TAIBBI:  Well, I think Tom Sneddon did a pretty good job this morning inoculating his witness in this case from those kinds of questions by saying that they did know the codes.  They did know how to get in.  They did have the run of the house.  Jackson had given him the code to the bedroom.  The other codes to get into anywhere else in Neverland, the boy said, were given to him by one of Jackson‘s security guard. 

So it‘s already been established they could get around.  The boy was careful to say that the door seemed to be closed but not locked in this instance.  I pushed it open and I was able to get in.  I don‘t know how exactly how Tom Mesereau is going to deal with that. 

ABRAMS:  All right.  Jim Thomas, Mickey Sherman, stick around.  Mike Taibbi thanks a lot.  This is big stuff.  This is it, ladies and gentlemen.  This is the key to the case.  And that‘s why we want to play, coming up, my exclusive interview with the private eye who says that the brother told him a very different story.  My interview with the private investigator hired to keep an eye on the accuser and his family is coming up next. 

Plus, Jay Leno thinks he‘s found a way around the gag order that theoretically prevents him from discussing the Jackson case.  Because he is a potential witness, he writes the jokes and pay someone else to say them.

And it seems the latest fad is to beat up on Martha Stewart for moving on with her life while she begins her house arrest.  I say what‘s wrong with making the best of a bad situation for her as long as it‘s not illegal? 

Your e-mails abramsreport@msnbc.com.  Please include your name and where you‘re writing from.  I respond at the end of the show.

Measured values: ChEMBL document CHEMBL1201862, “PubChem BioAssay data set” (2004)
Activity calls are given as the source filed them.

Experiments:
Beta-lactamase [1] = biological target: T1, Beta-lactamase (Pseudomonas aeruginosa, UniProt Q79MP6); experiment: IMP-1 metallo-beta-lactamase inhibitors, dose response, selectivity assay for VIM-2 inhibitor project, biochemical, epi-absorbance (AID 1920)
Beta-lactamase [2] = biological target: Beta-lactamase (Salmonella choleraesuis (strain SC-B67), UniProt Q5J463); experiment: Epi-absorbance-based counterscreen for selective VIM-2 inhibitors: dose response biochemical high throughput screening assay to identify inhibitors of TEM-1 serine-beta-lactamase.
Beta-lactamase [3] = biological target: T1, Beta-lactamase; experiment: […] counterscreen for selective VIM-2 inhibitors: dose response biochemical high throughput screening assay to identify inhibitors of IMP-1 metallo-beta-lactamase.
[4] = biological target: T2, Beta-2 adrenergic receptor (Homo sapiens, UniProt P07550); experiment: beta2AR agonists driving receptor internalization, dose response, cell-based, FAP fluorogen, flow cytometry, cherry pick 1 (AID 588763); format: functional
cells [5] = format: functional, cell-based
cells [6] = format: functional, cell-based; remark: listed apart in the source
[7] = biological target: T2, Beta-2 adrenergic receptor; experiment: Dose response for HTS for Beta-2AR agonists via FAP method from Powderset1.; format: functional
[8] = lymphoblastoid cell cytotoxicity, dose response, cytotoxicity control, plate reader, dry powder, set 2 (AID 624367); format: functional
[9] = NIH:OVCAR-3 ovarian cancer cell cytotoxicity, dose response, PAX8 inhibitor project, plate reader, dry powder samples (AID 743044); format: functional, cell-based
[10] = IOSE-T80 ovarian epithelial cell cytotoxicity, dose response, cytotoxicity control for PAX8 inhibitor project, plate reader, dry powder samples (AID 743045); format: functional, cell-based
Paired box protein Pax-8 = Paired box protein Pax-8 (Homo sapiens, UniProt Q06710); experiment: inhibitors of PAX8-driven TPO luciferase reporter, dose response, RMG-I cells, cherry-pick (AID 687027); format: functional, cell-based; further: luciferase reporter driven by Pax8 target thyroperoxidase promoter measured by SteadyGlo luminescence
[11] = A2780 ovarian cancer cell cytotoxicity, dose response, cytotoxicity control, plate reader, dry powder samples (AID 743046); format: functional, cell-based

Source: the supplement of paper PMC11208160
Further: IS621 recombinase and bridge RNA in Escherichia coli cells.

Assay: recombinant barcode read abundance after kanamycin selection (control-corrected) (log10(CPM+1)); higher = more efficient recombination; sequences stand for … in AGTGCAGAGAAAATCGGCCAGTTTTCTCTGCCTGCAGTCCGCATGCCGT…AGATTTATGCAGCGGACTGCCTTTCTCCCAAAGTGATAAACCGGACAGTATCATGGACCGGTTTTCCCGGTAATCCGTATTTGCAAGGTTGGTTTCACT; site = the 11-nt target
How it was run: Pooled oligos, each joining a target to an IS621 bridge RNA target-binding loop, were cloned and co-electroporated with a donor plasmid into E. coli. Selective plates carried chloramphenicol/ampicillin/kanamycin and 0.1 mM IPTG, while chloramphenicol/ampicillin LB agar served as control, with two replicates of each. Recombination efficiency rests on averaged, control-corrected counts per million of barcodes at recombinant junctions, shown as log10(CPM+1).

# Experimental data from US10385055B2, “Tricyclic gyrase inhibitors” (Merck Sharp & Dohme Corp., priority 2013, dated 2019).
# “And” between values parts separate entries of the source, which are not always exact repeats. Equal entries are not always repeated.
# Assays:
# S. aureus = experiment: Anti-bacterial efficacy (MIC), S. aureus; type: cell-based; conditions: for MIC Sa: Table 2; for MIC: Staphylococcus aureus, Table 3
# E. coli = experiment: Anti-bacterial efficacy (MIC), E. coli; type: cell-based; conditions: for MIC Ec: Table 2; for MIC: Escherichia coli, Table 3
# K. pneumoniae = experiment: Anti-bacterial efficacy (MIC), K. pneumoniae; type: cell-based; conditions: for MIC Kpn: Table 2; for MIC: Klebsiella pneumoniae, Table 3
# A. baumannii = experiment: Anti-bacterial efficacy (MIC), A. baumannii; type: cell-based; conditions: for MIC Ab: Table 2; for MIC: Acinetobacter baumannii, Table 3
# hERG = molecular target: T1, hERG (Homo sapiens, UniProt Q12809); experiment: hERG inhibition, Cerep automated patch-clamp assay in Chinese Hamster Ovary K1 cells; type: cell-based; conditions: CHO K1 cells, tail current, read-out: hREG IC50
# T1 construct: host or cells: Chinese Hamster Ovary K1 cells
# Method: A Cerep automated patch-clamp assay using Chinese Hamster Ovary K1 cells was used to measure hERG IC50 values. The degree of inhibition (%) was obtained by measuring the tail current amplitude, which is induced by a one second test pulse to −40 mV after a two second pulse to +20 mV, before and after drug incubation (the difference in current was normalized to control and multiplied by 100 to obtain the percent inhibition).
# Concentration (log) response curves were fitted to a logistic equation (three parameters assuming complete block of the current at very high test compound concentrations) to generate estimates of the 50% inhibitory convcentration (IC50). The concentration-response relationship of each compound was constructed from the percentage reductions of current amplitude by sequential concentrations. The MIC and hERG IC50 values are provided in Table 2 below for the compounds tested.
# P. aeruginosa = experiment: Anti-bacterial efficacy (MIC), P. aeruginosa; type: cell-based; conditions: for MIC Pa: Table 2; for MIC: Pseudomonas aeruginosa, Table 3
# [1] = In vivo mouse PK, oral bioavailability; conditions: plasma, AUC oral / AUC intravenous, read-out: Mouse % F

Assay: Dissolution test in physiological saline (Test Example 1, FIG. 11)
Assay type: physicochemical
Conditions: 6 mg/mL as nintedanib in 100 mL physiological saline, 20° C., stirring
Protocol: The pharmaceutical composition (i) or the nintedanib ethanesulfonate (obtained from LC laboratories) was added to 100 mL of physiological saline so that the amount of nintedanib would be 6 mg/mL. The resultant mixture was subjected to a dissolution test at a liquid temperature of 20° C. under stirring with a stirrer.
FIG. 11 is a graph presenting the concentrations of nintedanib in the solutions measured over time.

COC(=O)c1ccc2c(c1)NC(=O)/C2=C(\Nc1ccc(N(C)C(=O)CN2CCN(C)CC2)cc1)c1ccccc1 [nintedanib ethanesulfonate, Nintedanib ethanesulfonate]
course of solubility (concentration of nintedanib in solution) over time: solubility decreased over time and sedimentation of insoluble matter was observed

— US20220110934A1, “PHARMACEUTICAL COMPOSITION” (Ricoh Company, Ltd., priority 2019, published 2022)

(COMMERCIAL BREAK)

ABRAMS:  Coming up, he was hired to keep an eye on Michael Jackson‘s accuser and his family during the time they say Jackson‘s team was practically holding them hostage.  For the first time we hear from private investigation Bradley Miller, my exclusive interview, when we come back.

(COMMERCIAL BREAK)

(NEWS BREAK)

ABRAMS:  We‘re back with another ABRAMS REPORT exclusive—my interview with a crucial figure in the Michael Jackson case, former Jackson investigator Bradley Miller.  He‘s on the defense witness list.  He‘s never spoken out, but before he was subpoenaed as a witness in the case, he gave me an exclusive interview.  Before any allegations surfaced relating to this case, Jackson hired a prominent attorney who in turn hired Miller to watch the accuser and his family. 

Prosecutors say it was part of the effort to make sure the family agreed to participate in a video to restore Jackson‘s reputation.  Miller says it was for a very different reason.  That he was told the family had threatened to make up charges against Jackson and go to the tabloids. 

(BEGIN VIDEOTAPE)

BRADLEY MILLER, FORMER JACKSON DEFENSE INVESTIGATOR:  The family apparently was aware of prior allegations that had been made against Michael in the past and had hinted that there was really nothing keeping them from doing something similar, unless—my understanding was they were very concerned and upset that they were not compensated for the Bashir documentary, which had aired.